It’s now well recorded that bees are under threat and that their shrinking numbers will have a negative impact on our environment. Innovative measures are being taken and communities are being mobilized to help curb the decline of this important pollinator. Within this process, there are inbuilt community-based learning opportunities that come with these programs. Families are invited to participate as citizen scientists, documenting, analyzing and photographing bee-movements and taking ownership of an important impact that will make a difference.

With camera in hand, families can be empowered as citizen scientists, capturing images of critters in their local environment and sharing them through WildObs. WildObs is an online wildlife sightings community that helps scientists with data and families in discovery of wildlife in various habitats, including their own!

The Great Backyard Bird Count takes place this year for four days beginning on Valentine’s Day! Spread your love to our fine feather friends this year during this annual citizen scientist event. Participating in citizen science projects is a great way for kids to engage with science in a meaningful way. Not only are they helping to support research and population studies, but they’re applying basic skills of their own (data collection, species identification, map skills, and possibly data interpretation) in order to do so…

Mass Audubon invites public to “Focus on Feeders.” This annual midwinter backyard bird survey is a fun way for families to participate as citizen scientists!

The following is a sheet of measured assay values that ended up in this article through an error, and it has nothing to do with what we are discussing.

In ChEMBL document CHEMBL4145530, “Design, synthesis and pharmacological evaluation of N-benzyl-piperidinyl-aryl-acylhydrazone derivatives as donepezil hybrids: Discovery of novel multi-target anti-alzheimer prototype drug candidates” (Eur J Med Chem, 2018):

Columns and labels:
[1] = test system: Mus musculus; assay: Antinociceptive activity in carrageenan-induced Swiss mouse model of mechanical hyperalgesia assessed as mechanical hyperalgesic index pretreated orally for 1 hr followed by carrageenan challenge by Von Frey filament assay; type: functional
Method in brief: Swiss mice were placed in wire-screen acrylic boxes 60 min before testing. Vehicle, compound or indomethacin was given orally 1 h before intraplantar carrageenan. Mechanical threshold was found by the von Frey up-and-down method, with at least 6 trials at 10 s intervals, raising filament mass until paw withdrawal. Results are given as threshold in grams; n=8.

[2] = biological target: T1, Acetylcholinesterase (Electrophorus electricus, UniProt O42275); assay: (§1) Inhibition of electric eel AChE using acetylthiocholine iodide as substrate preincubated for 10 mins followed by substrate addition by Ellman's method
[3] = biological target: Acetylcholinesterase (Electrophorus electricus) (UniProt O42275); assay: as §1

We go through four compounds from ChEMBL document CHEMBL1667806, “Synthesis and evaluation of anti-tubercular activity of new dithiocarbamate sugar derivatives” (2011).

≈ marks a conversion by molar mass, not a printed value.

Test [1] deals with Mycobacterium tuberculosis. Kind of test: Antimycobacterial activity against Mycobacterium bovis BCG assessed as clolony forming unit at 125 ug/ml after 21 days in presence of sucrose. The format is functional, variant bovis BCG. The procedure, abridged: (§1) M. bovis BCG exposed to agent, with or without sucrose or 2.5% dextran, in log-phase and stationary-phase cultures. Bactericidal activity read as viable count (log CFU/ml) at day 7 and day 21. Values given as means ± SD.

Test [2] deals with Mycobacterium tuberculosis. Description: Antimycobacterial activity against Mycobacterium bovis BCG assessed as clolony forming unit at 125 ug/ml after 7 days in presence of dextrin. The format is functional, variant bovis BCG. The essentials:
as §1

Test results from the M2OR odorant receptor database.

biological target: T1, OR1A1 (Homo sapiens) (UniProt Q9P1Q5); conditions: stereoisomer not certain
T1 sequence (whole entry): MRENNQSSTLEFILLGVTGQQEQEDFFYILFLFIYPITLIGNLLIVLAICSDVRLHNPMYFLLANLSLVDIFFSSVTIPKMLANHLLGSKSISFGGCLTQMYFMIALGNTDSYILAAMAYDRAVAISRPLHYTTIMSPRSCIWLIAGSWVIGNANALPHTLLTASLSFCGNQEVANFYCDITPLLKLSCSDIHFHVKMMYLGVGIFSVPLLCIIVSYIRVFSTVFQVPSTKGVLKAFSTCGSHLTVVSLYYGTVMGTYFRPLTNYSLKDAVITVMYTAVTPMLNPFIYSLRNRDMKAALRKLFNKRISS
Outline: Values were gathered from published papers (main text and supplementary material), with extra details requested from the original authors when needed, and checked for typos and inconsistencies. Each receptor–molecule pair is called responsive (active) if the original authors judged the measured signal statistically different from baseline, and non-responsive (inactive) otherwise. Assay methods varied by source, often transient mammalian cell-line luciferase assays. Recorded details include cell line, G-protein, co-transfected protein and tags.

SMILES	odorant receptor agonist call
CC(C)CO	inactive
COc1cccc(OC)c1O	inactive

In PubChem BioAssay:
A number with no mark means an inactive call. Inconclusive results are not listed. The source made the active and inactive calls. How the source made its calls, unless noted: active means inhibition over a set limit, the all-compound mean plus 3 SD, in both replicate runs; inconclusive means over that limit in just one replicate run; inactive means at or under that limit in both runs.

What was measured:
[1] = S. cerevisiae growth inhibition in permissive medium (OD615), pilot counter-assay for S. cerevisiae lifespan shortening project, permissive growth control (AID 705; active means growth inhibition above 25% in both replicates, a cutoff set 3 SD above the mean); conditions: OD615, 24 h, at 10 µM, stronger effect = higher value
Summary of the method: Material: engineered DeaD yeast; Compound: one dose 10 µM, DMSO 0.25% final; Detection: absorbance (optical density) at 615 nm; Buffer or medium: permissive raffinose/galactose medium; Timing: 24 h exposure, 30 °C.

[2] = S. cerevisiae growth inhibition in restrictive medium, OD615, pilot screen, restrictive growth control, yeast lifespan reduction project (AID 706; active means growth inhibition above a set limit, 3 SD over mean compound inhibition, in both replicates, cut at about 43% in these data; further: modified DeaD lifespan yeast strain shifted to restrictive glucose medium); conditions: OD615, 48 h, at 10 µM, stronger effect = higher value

Here’s another citizen scientist project families can participate in this winter… The Snowtweet Project. The citizen scientist project is all about obtaining snow depth data from community scientists using social media to broadcast their findings. The simplicity of the collection process for Snowtweets’ data makes the project appropriate for use with kids of all ages, so find your boots and a ruler – and get excited about snow fall this winter!

IceWatch: Citizen Scientist Project Exams Ecosystems via Ice This winter, families can contribute to climate studies by participating in IceWatch, a citizen science initiative that works to collect information about the ice-in and ice-out times of various bodies of water across the continent. By regularly observing a lake, pond, river, or bay, families can help to inform scientists about the length of the cold season which, when compared to data from past… Read More